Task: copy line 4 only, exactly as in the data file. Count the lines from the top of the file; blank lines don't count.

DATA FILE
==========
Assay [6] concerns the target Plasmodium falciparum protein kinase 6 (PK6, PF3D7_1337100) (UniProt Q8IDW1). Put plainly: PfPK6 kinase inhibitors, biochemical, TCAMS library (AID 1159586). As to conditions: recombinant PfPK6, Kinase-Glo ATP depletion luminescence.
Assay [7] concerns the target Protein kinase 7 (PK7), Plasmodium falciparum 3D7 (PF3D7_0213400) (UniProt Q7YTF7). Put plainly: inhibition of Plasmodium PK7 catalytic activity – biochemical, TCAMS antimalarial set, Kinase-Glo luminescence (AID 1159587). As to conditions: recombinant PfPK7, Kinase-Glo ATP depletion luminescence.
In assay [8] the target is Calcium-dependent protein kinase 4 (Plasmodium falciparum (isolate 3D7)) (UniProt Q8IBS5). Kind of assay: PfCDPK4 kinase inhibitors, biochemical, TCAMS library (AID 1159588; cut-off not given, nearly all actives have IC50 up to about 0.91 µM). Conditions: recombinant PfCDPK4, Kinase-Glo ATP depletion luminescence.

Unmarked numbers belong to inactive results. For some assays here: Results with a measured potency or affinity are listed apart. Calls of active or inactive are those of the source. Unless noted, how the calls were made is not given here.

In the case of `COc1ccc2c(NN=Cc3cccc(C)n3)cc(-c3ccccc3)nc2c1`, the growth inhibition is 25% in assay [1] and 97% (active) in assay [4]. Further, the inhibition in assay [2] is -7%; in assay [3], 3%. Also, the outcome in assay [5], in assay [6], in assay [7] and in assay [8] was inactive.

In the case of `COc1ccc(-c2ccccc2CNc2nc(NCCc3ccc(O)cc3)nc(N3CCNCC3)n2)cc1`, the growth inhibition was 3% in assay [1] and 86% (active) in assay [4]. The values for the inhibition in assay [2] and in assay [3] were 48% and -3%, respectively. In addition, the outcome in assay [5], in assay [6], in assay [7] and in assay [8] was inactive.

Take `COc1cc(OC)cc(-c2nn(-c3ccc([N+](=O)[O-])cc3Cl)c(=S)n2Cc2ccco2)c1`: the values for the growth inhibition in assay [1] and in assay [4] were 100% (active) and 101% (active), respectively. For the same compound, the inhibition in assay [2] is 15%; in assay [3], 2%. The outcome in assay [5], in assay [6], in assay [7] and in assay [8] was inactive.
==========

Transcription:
Unmarked numbers belong to inactive results. For some assays here: Results with a measured potency or affinity are listed apart. Calls of active or inactive are those of the source. Unless noted, how the calls were made is not given here.